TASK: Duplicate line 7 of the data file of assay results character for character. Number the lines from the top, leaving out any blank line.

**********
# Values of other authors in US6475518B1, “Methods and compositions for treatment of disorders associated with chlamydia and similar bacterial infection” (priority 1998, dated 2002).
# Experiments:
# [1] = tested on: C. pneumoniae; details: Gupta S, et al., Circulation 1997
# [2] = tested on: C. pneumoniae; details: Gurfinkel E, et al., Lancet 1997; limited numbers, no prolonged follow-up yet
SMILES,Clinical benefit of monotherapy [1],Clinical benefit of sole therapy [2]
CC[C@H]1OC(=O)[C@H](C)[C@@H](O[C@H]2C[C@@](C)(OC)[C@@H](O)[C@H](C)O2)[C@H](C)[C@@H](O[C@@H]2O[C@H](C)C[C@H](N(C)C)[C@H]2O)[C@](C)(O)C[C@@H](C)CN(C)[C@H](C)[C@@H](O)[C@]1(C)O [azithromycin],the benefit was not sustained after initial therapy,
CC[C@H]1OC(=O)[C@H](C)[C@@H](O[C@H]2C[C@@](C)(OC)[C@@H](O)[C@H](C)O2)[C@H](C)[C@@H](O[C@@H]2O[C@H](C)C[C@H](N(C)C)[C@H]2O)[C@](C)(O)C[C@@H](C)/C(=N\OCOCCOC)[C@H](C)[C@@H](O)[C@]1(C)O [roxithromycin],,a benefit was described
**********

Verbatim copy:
CC[C@H]1OC(=O)[C@H](C)[C@@H](O[C@H]2C[C@@](C)(OC)[C@@H](O)[C@H](C)O2)[C@H](C)[C@@H](O[C@@H]2O[C@H](C)C[C@H](N(C)C)[C@H]2O)[C@](C)(O)C[C@@H](C)/C(=N\OCOCCOC)[C@H](C)[C@@H](O)[C@]1(C)O [roxithromycin],,a benefit was described